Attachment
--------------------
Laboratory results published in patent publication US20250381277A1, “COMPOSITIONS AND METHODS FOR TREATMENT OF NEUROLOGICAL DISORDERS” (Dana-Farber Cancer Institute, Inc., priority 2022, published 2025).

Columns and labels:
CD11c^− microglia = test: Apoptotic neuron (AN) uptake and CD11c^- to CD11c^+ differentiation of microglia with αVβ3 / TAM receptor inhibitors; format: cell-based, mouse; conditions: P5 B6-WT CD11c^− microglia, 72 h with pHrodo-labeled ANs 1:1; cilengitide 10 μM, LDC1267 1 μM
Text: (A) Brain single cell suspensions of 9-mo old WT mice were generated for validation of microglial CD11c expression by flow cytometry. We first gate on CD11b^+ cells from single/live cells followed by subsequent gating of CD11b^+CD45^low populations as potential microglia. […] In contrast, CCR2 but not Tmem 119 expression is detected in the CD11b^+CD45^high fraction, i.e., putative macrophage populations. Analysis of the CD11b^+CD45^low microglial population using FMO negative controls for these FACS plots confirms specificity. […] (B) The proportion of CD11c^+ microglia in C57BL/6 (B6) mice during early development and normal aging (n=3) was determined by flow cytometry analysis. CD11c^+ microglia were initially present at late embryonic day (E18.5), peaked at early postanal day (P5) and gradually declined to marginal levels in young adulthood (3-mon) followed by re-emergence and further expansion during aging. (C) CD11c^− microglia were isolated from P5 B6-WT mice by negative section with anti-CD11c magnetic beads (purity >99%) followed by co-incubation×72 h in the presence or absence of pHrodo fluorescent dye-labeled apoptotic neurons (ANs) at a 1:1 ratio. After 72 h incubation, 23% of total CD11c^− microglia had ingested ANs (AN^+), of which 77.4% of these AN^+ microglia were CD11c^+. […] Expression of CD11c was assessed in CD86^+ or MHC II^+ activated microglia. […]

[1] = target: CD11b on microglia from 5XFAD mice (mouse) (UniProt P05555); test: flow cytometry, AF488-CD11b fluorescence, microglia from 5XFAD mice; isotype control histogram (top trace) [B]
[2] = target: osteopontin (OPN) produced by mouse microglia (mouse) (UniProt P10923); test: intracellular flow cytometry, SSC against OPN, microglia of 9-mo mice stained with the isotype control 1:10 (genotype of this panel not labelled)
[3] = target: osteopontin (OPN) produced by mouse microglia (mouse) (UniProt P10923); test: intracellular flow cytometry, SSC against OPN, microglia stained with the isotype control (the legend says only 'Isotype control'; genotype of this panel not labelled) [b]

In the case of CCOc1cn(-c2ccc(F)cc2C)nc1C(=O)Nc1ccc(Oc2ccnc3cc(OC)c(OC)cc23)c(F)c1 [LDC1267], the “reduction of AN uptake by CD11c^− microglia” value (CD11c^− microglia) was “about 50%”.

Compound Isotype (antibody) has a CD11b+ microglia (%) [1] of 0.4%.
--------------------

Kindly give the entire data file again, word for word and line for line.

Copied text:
Laboratory results published in patent publication US20250381277A1, “COMPOSITIONS AND METHODS FOR TREATMENT OF NEUROLOGICAL DISORDERS” (Dana-Farber Cancer Institute, Inc., priority 2022, published 2025).

Columns and labels:
CD11c^− microglia = test: Apoptotic neuron (AN) uptake and CD11c^- to CD11c^+ differentiation of microglia with αVβ3 / TAM receptor inhibitors; format: cell-based, mouse; conditions: P5 B6-WT CD11c^− microglia, 72 h with pHrodo-labeled ANs 1:1; cilengitide 10 μM, LDC1267 1 μM
Text: (A) Brain single cell suspensions of 9-mo old WT mice were generated for validation of microglial CD11c expression by flow cytometry. We first gate on CD11b^+ cells from single/live cells followed by subsequent gating of CD11b^+CD45^low populations as potential microglia. […] In contrast, CCR2 but not Tmem 119 expression is detected in the CD11b^+CD45^high fraction, i.e., putative macrophage populations. Analysis of the CD11b^+CD45^low microglial population using FMO negative controls for these FACS plots confirms specificity. […] (B) The proportion of CD11c^+ microglia in C57BL/6 (B6) mice during early development and normal aging (n=3) was determined by flow cytometry analysis. CD11c^+ microglia were initially present at late embryonic day (E18.5), peaked at early postanal day (P5) and gradually declined to marginal levels in young adulthood (3-mon) followed by re-emergence and further expansion during aging. (C) CD11c^− microglia were isolated from P5 B6-WT mice by negative section with anti-CD11c magnetic beads (purity >99%) followed by co-incubation×72 h in the presence or absence of pHrodo fluorescent dye-labeled apoptotic neurons (ANs) at a 1:1 ratio. After 72 h incubation, 23% of total CD11c^− microglia had ingested ANs (AN^+), of which 77.4% of these AN^+ microglia were CD11c^+. […] Expression of CD11c was assessed in CD86^+ or MHC II^+ activated microglia. […]

[1] = target: CD11b on microglia from 5XFAD mice (mouse) (UniProt P05555); test: flow cytometry, AF488-CD11b fluorescence, microglia from 5XFAD mice; isotype control histogram (top trace) [B]
[2] = target: osteopontin (OPN) produced by mouse microglia (mouse) (UniProt P10923); test: intracellular flow cytometry, SSC against OPN, microglia of 9-mo mice stained with the isotype control 1:10 (genotype of this panel not labelled)
[3] = target: osteopontin (OPN) produced by mouse microglia (mouse) (UniProt P10923); test: intracellular flow cytometry, SSC against OPN, microglia stained with the isotype control (the legend says only 'Isotype control'; genotype of this panel not labelled) [b]

In the case of CCOc1cn(-c2ccc(F)cc2C)nc1C(=O)Nc1ccc(Oc2ccnc3cc(OC)c(OC)cc23)c(F)c1 [LDC1267], the “reduction of AN uptake by CD11c^− microglia” value (CD11c^− microglia) was “about 50%”.

Compound Isotype (antibody) has a CD11b+ microglia (%) [1] of 0.4%.